From misty mountain creeks to pristine tailwaters like the South Holston River, Northeast Tennessee boasts some of the most sought after trout fishing in the country! Whether you are thinking about getting into fly fishing yourself or looking for something fun to do with a family member, learning to fly fish on the SOHO is an unforgettable experience.
Wrangle a Guide
The best way to dip your toes into fly fishing is to hire a guide. Experts, like Andrew Price of Trophy Maker Fly Fishing, have all of the gear and essential knowledge to get you started. Food and water are included on both half and full day trips, so you can just show up and hop on the raft. It’s also best to use a guide on your initial trip, as they are experienced in fishing these waters around the South Holston water release schedule.
Match the Hatch
According to local biologists, the South Holston River holds fish populations of 8,500+ fish per mile, and 80% of the trout population is wild and naturally reproducing! In this river, demographics encompass 85% brown trout and 15% rainbow trout. Rainbow Trout were originally introduced to Tennessee in the late 1800s after logging destroyed native Brook Trout habitats. Rainbows eat insects, crayfish, fish, and fish eggs.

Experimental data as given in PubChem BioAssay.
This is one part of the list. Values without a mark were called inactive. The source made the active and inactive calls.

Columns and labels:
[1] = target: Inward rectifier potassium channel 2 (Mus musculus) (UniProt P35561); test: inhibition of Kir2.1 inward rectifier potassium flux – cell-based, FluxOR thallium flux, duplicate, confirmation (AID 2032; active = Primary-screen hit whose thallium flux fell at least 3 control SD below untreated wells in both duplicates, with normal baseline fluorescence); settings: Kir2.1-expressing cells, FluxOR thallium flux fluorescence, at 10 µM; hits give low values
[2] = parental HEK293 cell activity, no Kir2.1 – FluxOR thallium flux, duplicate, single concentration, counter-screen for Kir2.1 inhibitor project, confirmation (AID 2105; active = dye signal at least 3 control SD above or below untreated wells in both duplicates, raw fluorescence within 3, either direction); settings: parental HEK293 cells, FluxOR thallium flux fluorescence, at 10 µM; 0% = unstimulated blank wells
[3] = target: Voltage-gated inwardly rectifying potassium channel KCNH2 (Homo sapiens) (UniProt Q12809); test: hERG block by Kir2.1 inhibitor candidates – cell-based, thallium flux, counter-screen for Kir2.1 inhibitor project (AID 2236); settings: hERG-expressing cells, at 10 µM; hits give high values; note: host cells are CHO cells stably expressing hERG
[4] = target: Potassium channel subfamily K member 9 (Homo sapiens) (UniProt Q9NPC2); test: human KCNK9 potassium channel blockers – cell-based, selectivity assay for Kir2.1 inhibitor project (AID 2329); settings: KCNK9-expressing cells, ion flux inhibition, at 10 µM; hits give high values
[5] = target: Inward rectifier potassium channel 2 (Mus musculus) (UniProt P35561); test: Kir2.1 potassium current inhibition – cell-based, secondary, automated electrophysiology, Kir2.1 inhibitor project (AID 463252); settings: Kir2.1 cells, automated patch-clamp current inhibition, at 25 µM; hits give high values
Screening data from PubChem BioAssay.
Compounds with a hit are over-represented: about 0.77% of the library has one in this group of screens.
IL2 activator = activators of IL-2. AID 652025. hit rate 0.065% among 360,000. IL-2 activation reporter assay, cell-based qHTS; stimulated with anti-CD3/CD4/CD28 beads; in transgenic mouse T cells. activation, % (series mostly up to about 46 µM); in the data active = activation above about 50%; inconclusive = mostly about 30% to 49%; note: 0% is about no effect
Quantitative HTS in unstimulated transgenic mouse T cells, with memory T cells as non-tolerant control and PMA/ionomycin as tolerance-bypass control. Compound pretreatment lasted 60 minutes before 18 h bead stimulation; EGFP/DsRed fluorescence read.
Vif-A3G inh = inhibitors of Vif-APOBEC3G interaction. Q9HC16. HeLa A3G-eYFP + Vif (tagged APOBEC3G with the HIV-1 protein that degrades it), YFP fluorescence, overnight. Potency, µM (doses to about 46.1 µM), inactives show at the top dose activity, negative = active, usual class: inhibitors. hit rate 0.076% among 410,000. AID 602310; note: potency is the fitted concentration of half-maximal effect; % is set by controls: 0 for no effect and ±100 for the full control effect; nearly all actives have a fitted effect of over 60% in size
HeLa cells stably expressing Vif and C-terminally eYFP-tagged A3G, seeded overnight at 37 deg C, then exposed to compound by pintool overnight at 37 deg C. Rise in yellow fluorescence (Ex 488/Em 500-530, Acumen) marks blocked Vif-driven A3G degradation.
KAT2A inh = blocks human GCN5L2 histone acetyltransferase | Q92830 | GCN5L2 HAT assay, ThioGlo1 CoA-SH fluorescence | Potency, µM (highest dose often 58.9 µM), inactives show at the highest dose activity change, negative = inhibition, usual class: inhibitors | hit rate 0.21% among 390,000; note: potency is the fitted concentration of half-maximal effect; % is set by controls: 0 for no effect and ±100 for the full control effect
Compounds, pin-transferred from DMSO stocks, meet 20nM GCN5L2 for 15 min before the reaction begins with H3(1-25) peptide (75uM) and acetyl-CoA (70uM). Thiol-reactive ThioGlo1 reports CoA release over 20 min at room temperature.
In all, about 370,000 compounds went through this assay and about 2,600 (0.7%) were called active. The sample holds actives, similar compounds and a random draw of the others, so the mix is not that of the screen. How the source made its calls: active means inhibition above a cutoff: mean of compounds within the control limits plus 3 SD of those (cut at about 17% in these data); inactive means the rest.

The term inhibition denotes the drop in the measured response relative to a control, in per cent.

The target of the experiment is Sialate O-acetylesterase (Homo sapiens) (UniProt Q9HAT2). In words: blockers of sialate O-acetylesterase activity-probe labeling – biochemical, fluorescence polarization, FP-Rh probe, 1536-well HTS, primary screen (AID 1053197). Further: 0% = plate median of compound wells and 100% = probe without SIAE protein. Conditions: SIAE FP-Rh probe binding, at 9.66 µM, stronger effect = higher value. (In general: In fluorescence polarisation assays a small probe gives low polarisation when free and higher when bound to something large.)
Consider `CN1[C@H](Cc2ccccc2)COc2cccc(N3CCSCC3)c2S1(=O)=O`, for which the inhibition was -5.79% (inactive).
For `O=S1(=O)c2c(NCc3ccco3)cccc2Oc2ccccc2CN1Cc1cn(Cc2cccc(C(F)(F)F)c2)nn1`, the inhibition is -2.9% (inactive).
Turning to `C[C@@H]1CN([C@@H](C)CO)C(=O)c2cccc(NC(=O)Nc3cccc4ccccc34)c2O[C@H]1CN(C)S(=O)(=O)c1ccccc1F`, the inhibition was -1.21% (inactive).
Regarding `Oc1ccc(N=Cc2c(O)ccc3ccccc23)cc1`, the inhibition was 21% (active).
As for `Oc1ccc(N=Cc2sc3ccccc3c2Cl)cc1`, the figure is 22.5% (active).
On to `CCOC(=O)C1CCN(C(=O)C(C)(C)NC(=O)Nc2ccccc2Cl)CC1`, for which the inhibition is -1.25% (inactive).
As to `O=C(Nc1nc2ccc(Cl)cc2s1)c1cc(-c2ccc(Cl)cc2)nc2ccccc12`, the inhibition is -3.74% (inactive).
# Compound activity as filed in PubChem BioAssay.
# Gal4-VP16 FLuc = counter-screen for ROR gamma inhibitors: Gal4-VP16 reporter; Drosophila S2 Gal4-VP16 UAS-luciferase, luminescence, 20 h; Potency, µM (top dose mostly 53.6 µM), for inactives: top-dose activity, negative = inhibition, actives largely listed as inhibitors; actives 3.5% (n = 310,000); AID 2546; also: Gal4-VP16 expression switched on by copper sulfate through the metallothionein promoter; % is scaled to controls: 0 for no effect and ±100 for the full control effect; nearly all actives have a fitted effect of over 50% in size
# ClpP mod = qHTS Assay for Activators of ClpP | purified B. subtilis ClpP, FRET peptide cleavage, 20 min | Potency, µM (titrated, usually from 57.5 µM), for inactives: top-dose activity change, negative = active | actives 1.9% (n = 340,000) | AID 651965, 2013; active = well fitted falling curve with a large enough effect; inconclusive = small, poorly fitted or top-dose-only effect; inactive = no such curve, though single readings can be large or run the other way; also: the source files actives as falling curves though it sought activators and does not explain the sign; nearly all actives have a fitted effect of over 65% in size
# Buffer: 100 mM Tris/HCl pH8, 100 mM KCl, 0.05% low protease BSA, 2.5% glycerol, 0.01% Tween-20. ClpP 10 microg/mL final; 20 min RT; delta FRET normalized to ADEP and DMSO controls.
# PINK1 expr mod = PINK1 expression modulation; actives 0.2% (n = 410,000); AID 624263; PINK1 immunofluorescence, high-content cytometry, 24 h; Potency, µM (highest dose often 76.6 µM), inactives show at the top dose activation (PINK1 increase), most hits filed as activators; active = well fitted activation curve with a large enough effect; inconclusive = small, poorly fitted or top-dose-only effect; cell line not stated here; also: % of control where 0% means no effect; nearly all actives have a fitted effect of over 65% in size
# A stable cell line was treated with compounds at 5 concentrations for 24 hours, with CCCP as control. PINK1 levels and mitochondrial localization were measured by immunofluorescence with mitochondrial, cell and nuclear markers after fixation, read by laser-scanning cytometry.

Local Guide, Andrew, says to “Match the Hatch.” In doing so, you are attempting to imitate natural seasonal insects with artificial flies to hook fish. This is part of the passion and technique within the fly fishing world.
According to Andrew, Blue Winded Olives are beginning to show up in the fall.
Floating down the SOHO is peaceful and quite enjoyable. As you cast your fly from either side of the raft waiting for the perfect bite, keep a lookout for the Great Blue Heron. They are out looking for fish, too. Nearby, you can observe doe and their fawns grazing along the banks. And if you’re lucky, you might see a bald eagle!
Spend a day with a professional on the SOHO, and walk away with a new passion. There is an art to fly fishing that takes much more dedication than a day can give. Investing time in the raft with a seasoned fisherman can make all the difference from learning about seasonal hatches to knowing how to properly set and mend and cast the fly into the feeding zone of the trout.
Article & Photography By:
Alicia Bynum, AdventurePickle.com